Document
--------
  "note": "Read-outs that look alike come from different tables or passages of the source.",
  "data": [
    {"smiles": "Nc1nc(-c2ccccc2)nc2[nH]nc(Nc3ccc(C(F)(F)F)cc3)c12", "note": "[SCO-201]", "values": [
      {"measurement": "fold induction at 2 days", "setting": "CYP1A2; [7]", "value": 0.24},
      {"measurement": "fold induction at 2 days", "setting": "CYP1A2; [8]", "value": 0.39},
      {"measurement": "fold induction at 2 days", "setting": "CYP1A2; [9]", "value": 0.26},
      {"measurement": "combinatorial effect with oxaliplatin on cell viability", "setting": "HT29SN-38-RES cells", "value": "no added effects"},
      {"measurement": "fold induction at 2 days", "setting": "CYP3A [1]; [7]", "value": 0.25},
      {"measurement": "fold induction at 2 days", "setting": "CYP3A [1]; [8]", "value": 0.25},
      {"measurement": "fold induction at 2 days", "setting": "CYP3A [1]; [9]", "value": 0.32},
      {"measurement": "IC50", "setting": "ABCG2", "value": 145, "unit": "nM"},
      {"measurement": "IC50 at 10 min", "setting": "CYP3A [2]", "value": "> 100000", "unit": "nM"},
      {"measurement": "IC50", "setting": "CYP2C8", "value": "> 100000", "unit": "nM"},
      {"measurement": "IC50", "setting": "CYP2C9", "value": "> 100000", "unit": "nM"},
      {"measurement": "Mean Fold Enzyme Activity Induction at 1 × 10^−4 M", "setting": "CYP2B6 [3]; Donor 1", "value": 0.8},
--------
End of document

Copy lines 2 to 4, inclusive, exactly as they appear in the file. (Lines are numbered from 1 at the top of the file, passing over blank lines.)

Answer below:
  "data": [
    {"smiles": "Nc1nc(-c2ccccc2)nc2[nH]nc(Nc3ccc(C(F)(F)F)cc3)c12", "note": "[SCO-201]", "values": [
      {"measurement": "fold induction at 2 days", "setting": "CYP1A2; [7]", "value": 0.24},